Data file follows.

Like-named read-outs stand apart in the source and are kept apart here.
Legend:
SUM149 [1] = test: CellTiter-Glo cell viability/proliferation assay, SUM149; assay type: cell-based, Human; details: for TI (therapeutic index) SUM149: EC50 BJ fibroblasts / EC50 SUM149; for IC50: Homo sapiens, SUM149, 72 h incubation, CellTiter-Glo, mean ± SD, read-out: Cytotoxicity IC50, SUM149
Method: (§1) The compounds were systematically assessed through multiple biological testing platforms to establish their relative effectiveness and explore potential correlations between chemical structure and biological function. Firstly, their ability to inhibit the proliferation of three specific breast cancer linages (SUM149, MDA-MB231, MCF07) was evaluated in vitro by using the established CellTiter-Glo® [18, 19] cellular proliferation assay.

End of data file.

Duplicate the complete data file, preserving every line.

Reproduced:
Like-named read-outs stand apart in the source and are kept apart here.
Legend:
SUM149 [1] = test: CellTiter-Glo cell viability/proliferation assay, SUM149; assay type: cell-based, Human; details: for TI (therapeutic index) SUM149: EC50 BJ fibroblasts / EC50 SUM149; for IC50: Homo sapiens, SUM149, 72 h incubation, CellTiter-Glo, mean ± SD, read-out: Cytotoxicity IC50, SUM149
Method: (§1) The compounds were systematically assessed through multiple biological testing platforms to establish their relative effectiveness and explore potential correlations between chemical structure and biological function. Firstly, their ability to inhibit the proliferation of three specific breast cancer linages (SUM149, MDA-MB231, MCF07) was evaluated in vitro by using the established CellTiter-Glo® [18, 19] cellular proliferation assay.